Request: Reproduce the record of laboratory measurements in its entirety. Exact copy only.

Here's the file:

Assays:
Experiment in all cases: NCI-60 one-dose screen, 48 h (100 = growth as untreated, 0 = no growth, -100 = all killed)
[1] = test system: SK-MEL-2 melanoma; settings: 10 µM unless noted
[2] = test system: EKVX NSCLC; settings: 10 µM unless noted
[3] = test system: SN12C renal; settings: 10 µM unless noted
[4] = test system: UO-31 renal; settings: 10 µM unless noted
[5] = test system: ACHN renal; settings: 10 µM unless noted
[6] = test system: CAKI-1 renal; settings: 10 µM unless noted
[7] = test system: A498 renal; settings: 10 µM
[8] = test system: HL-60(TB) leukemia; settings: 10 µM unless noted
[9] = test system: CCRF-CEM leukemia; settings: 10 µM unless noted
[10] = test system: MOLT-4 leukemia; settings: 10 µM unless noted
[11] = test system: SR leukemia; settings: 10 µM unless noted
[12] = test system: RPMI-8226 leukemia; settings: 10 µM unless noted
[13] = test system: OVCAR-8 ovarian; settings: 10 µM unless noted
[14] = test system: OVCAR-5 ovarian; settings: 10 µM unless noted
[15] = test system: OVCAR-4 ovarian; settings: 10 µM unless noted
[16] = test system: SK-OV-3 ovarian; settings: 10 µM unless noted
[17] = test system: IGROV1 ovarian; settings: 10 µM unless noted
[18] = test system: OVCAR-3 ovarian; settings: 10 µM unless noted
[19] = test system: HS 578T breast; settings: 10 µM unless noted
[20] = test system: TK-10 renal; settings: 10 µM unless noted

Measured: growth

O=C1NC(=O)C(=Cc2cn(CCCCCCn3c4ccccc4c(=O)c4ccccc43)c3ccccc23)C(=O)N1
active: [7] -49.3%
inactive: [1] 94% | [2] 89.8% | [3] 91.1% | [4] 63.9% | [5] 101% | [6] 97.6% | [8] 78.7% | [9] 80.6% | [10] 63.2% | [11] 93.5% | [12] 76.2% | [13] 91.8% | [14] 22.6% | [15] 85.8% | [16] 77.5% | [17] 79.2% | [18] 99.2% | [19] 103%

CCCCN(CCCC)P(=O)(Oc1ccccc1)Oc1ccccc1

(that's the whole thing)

Assays:
Experiment in all cases: NCI-60 one-dose screen, 48 h (100 = growth as untreated, 0 = no growth, -100 = all killed)
[1] = test system: SK-MEL-2 melanoma; settings: 10 µM unless noted
[2] = test system: EKVX NSCLC; settings: 10 µM unless noted
[3] = test system: SN12C renal; settings: 10 µM unless noted
[4] = test system: UO-31 renal; settings: 10 µM unless noted
[5] = test system: ACHN renal; settings: 10 µM unless noted
[6] = test system: CAKI-1 renal; settings: 10 µM unless noted
[7] = test system: A498 renal; settings: 10 µM
[8] = test system: HL-60(TB) leukemia; settings: 10 µM unless noted
[9] = test system: CCRF-CEM leukemia; settings: 10 µM unless noted
[10] = test system: MOLT-4 leukemia; settings: 10 µM unless noted
[11] = test system: SR leukemia; settings: 10 µM unless noted
[12] = test system: RPMI-8226 leukemia; settings: 10 µM unless noted
[13] = test system: OVCAR-8 ovarian; settings: 10 µM unless noted
[14] = test system: OVCAR-5 ovarian; settings: 10 µM unless noted
[15] = test system: OVCAR-4 ovarian; settings: 10 µM unless noted
[16] = test system: SK-OV-3 ovarian; settings: 10 µM unless noted
[17] = test system: IGROV1 ovarian; settings: 10 µM unless noted
[18] = test system: OVCAR-3 ovarian; settings: 10 µM unless noted
[19] = test system: HS 578T breast; settings: 10 µM unless noted
[20] = test system: TK-10 renal; settings: 10 µM unless noted

Measured: growth

O=C1NC(=O)C(=Cc2cn(CCCCCCn3c4ccccc4c(=O)c4ccccc43)c3ccccc23)C(=O)N1
active: [7] -49.3%
inactive: [1] 94% | [2] 89.8% | [3] 91.1% | [4] 63.9% | [5] 101% | [6] 97.6% | [8] 78.7% | [9] 80.6% | [10] 63.2% | [11] 93.5% | [12] 76.2% | [13] 91.8% | [14] 22.6% | [15] 85.8% | [16] 77.5% | [17] 79.2% | [18] 99.2% | [19] 103%

CCCCN(CCCC)P(=O)(Oc1ccccc1)Oc1ccccc1